Law enforcement officers also cannot enforce any custody and visitation orders that aren’t fully in writing and signed by a judge. 

Instead of writing “alternating weeks,” you might want to request the first and third week of each month for yourself, for example, and the second and fourth week of each month for the other parent. You can specify what days and times you want your weeks to start and end.

Doing so would make your orders as specific as possible.

For example: you can request the first and third week of each month, starting on Monday at 8 AM and ending on Monday at 3 PM. If your child is going to school in person when your orders go into effect, you can drop them off at school in the morning, and the other parent can pick them up from school in the afternoon. 

You might not always get exactly what you’re asking for. 

The process of coming up with a custody and visitation agreement can be lengthy. 

In California, judges rule on custody and visitation proceedings based on what they believe to be in the best interest of the child. This is what should be the center of any and all orders you request.

In most cases - unless one parent’s presence in the child’s life endangers the child’s health and safety - the judge will want to take both parents’ requests into consideration. 

You can, of course, ask for whatever orders you think are in the best interest of the child. But depending on what the other parent requests, you might not always get the exact orders you asked for. 

If you’re concerned about the custody arrangement you’re requesting, a lawyer can help. 

A lawyer will be able to help you fill out your paperwork to accurately reflect what you want. They can also help you argue why your requests are in the child’s best interest in court.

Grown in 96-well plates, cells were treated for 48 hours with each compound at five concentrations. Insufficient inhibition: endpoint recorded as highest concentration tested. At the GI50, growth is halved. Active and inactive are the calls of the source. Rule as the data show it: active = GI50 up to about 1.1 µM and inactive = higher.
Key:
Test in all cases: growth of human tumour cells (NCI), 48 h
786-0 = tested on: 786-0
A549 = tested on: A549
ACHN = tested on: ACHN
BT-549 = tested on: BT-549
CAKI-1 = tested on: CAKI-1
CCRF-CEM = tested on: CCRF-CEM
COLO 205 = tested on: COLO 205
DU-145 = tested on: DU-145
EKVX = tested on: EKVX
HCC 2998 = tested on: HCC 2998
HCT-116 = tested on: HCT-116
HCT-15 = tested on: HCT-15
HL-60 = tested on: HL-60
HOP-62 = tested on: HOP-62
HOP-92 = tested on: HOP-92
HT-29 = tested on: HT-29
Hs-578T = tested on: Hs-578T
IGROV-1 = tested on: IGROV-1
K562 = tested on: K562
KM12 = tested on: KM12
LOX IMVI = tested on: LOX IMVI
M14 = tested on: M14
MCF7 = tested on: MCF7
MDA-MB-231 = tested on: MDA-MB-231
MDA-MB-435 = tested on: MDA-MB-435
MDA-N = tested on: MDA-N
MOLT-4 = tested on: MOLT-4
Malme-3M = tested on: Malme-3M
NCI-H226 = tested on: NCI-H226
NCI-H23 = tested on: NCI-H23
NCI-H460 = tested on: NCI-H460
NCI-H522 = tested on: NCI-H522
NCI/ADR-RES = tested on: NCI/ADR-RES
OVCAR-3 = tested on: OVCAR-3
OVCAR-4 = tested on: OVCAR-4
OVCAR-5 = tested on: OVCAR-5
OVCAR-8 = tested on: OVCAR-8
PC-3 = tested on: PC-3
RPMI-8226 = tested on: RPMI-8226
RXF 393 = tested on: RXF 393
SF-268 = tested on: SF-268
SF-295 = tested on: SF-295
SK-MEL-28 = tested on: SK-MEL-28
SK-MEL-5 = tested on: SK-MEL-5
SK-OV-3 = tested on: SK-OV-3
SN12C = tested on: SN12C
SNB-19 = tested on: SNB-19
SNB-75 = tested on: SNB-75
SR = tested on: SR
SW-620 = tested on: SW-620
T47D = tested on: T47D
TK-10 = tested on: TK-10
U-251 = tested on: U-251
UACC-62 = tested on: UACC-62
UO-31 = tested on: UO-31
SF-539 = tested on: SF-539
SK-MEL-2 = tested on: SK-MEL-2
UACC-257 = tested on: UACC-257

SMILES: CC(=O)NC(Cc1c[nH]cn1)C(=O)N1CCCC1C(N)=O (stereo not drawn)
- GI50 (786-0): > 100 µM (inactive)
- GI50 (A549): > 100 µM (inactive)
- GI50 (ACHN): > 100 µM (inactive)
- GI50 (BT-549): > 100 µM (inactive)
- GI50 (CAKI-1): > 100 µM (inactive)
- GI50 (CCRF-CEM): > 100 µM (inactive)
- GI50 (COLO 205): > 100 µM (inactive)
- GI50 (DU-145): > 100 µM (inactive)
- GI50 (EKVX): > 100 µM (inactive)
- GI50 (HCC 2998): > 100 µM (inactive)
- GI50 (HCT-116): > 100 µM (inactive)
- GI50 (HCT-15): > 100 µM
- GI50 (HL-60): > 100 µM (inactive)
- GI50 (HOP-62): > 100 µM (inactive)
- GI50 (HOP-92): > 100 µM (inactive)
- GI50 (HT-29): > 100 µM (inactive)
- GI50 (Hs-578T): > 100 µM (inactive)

You might have to go to mediation.

Many California courts require parents to go to a mediation appointment before their court hearing. 

Mediation gives parents an opportunity to discuss what custody arrangement works best for them in the presence of a professional, unbiased third party. Your attorney can go with you to help you advocate for yourself and your needs.

A mediator can help facilitate conversation, and can even help you and the other parent resolve disagreements that you have. 

If you’re able to resolve all disagreements in mediation, the judge might not have to make any decisions at all. 

If this is the case, you will probably go to your hearing and let the judge know that you came to an agreement. In California, judges usually approve custody arrangements that both parents have mutually agreed to. 

You can ask for supervised visits. 

If you believe that your child spending time alone with the other parent would endanger your child’s health and safety, you can ask for supervised visits. 

What are supervised visits? 

Supervised visitation helps parents do just that. Supervised visits don’t have to be something holding a parent back -- it’s just a little extra help for parents who need it. 

Supervised visits might help if a parent has a disability that prevents them from caring for the child on their own, if the parent has a history of domestic violence, or if a parent is struggling with addiction.  

You can request that the supervisor be a professional from an agency. Just note that you would have to find the agency on your own and figure out how you and the other parent will be paying the agency’s fees, as the court does not provide recommendations or payment. 

If you would rather not have a professional supervisor, you can request that the supervisor be a non-professional.

For awhile during their custody drama, Pitt agreed to have a third party monitor visits with his kids. 


A non-professional supervisor can be a friend or family member. If you prefer to use a non-professional supervisor, be sure to talk to this person beforehand to confirm that they will be available for the visitation schedule that you’re requesting.

If you want to request supervised visitation, an attorney can help you explore your options. 

If the other parent isn’t following custody orders, contact a lawyer immediately.

A lawyer can go through the proper channels to make sure that your final orders are properly enforced. You don't need to have Pitt or Jolie's bankroll to get a lawyer's help. Our prices start at $249 and interest free payment plans are available. 


This article is intended to convey generally useful information only and does not constitute legal advice. Any opinions expressed are solely those of the author, not LawChamps.